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Contracts Keyed to Barnett
Oswald v. Allen
Citation:United States Court of Appeals, Second Circuit, 417 F.2d 43 (1969)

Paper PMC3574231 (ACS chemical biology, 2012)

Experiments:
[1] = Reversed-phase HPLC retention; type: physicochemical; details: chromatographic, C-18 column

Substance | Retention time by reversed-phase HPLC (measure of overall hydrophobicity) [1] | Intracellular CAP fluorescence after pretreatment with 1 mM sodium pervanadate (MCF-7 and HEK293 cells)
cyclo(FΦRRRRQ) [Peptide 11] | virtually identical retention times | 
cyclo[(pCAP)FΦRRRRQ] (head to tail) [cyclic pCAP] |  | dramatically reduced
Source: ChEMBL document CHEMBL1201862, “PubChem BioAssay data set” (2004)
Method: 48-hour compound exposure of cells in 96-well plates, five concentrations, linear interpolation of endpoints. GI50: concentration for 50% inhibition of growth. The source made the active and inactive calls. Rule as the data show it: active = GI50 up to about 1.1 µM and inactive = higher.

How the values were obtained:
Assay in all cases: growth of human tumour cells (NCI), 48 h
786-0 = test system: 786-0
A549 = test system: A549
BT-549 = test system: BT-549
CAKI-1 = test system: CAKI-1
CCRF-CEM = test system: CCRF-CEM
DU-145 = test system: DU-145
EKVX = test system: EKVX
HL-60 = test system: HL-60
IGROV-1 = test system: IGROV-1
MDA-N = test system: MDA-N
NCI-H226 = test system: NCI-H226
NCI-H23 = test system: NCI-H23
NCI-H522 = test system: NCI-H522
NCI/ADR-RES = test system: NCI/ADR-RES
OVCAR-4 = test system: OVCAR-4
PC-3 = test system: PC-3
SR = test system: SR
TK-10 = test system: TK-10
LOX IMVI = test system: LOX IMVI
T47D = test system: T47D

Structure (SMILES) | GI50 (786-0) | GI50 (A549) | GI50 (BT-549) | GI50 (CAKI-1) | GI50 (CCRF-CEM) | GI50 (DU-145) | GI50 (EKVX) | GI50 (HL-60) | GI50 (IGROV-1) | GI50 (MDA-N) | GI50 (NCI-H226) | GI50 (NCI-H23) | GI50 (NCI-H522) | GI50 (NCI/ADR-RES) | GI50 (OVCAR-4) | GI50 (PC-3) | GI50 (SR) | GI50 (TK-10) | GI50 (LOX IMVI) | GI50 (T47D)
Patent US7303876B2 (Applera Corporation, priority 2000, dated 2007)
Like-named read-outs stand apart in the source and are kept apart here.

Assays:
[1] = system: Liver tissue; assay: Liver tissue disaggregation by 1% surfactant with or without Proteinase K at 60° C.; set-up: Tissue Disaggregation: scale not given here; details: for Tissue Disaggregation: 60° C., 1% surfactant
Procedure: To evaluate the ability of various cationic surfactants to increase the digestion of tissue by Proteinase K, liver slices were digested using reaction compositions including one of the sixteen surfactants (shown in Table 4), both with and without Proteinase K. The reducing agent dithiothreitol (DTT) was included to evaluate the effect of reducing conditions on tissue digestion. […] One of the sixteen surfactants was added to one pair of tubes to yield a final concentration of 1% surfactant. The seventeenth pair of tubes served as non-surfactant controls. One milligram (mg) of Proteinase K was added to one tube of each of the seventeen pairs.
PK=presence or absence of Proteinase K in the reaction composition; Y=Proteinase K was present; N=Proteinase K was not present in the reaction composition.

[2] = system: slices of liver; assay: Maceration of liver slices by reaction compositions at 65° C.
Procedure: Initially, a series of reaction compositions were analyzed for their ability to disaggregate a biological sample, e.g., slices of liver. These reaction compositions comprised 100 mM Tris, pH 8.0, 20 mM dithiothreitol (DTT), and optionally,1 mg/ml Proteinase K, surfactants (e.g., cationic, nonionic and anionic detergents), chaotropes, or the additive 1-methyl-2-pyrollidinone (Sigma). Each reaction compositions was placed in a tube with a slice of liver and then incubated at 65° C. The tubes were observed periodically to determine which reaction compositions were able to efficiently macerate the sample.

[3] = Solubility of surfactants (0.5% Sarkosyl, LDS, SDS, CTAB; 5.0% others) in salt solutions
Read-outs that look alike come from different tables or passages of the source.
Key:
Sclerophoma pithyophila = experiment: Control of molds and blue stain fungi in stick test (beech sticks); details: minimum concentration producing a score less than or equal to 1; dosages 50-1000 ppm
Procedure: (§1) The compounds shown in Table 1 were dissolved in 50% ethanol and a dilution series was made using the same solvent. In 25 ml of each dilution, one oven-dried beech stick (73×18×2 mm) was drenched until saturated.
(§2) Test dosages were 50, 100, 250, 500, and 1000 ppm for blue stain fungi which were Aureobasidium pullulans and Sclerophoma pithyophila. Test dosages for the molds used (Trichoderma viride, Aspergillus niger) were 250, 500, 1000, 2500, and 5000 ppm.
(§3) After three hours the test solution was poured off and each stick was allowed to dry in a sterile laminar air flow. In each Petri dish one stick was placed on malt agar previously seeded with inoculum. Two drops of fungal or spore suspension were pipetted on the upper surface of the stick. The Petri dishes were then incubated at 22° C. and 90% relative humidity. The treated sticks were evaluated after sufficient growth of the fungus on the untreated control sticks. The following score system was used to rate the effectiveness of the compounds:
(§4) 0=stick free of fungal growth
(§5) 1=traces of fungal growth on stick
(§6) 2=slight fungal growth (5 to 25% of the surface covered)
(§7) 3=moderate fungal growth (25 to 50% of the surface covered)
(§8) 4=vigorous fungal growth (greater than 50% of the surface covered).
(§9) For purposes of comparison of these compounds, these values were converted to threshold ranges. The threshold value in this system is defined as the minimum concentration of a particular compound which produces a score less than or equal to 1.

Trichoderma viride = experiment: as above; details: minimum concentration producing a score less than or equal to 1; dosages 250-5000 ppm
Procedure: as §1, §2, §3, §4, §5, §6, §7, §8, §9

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Oswald was interested in Allen’s collection of Swiss coins. In April 1964 Oswald was in the U.S. and arranged to see Allen’s coins. Allen showed Oswald two of her collection housed at a bank in New York: the Swiss Coin Collection and the Rarity Coin Collection. These collections were housed in separate containers in labeled cigar boxes. Oswald took notes on the condition of the coins. Oswald couldn’t speak English so he relied on his brother to translate to conduct the transaction. After some negotiation a price of $50,000 was agreed upon. The parties didn’t realize that the references to “Swiss coins” and “Swiss Coin Collection” were ambiguous. Oswald thought the offer he had authorized his brother to make was for all of the Swiss coins, while Allen thought she was selling only the Swiss Coin Collection and not the Swiss coins in the Rarity collection. On April 8, 1964, Oswald wrote to Allen to “confirm my purchase of all you Swiss coins… at the price of $50,000.” Allen wrote in response that she would be in Newburgh on Friday, April 24; no mention of the contract of sale or the quantity of coins sold was mentioned. On April 20, Allen realized her original estimation of the coins in the Swiss Coin Collection was erroneous; she offered to permit a re-examination and to not sell to anyone else. Oswald cabled from Switzerland to his agent at Chase Bank giving instruction to proceed with the transaction. After receiving the cable, Oswald’s agent wrote a letter to Allen stating Oswald’s understanding of the agreement and requesting her signature as a “mere formality.” Allen did not sign and return the letter; on April 24 her husband told Oswald’s agent that Allen did not want to proceed with the sale. Oswald sued.
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